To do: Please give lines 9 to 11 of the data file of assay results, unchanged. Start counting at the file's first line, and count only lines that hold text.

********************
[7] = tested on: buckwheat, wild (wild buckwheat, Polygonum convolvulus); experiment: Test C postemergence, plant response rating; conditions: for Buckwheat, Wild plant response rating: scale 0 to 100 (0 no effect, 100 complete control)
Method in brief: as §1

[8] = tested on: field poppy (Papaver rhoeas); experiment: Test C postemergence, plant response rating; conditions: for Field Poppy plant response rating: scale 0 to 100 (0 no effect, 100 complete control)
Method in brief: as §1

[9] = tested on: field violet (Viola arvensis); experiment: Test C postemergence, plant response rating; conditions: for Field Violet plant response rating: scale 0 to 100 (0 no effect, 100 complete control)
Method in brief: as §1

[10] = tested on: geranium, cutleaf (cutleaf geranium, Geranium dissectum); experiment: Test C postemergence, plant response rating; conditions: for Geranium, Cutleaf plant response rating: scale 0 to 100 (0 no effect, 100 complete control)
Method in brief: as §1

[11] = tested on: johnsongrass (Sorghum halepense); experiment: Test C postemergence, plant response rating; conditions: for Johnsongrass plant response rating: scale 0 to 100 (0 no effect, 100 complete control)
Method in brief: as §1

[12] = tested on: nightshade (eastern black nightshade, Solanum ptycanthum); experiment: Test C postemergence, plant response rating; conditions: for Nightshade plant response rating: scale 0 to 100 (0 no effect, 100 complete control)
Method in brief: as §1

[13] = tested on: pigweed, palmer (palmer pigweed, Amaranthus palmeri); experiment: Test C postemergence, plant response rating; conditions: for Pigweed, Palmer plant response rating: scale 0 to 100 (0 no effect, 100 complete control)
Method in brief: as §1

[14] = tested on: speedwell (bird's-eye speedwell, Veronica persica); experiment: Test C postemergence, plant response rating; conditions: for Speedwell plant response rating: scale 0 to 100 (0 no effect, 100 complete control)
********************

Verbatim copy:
[11] = tested on: johnsongrass (Sorghum halepense); experiment: Test C postemergence, plant response rating; conditions: for Johnsongrass plant response rating: scale 0 to 100 (0 no effect, 100 complete control)
Method in brief: as §1

[12] = tested on: nightshade (eastern black nightshade, Solanum ptycanthum); experiment: Test C postemergence, plant response rating; conditions: for Nightshade plant response rating: scale 0 to 100 (0 no effect, 100 complete control)